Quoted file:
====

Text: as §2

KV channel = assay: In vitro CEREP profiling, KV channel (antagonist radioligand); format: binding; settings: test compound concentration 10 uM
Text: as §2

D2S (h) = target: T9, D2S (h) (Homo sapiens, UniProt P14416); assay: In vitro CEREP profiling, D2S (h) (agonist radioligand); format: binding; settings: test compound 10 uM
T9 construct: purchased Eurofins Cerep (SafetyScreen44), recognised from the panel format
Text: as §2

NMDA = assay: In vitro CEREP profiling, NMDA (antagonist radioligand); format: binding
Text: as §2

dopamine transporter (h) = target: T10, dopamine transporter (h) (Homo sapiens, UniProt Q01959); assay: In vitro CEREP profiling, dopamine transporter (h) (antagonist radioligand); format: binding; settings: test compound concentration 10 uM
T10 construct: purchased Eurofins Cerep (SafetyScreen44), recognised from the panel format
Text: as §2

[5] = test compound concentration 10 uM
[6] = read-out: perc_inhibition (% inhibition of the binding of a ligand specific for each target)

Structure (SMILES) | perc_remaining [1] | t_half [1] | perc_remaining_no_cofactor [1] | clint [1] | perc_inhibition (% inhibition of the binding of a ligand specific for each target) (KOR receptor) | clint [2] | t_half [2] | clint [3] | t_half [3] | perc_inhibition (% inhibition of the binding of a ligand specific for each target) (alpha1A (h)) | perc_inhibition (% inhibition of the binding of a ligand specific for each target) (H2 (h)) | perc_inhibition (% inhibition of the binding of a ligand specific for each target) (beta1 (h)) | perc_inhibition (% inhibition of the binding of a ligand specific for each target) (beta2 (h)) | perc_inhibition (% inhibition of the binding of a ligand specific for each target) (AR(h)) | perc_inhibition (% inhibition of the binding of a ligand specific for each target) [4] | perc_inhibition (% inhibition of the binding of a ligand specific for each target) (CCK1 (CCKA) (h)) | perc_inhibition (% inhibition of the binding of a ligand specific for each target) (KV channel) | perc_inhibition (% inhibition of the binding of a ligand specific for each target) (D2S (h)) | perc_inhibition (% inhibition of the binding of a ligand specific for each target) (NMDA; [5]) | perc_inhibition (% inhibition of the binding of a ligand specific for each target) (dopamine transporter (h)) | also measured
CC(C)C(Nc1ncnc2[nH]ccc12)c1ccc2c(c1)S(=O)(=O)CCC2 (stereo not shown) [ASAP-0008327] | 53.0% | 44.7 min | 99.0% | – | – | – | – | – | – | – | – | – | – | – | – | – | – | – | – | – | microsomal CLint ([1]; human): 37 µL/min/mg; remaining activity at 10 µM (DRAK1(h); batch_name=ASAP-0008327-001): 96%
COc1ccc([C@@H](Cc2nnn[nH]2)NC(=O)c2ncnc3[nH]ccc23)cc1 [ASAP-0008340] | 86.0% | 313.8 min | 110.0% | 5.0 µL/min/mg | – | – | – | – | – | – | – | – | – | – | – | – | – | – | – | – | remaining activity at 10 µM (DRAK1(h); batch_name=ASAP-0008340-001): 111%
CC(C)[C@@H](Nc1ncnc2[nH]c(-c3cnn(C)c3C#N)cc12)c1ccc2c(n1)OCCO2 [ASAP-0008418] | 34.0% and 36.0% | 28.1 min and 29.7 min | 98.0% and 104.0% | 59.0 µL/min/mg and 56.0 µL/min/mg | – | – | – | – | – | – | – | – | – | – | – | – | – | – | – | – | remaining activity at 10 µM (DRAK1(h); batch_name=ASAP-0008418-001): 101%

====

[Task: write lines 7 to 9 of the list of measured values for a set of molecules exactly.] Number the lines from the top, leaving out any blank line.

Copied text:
NMDA = assay: In vitro CEREP profiling, NMDA (antagonist radioligand); format: binding
Text: as §2

dopamine transporter (h) = target: T10, dopamine transporter (h) (Homo sapiens, UniProt Q01959); assay: In vitro CEREP profiling, dopamine transporter (h) (antagonist radioligand); format: binding; settings: test compound concentration 10 uM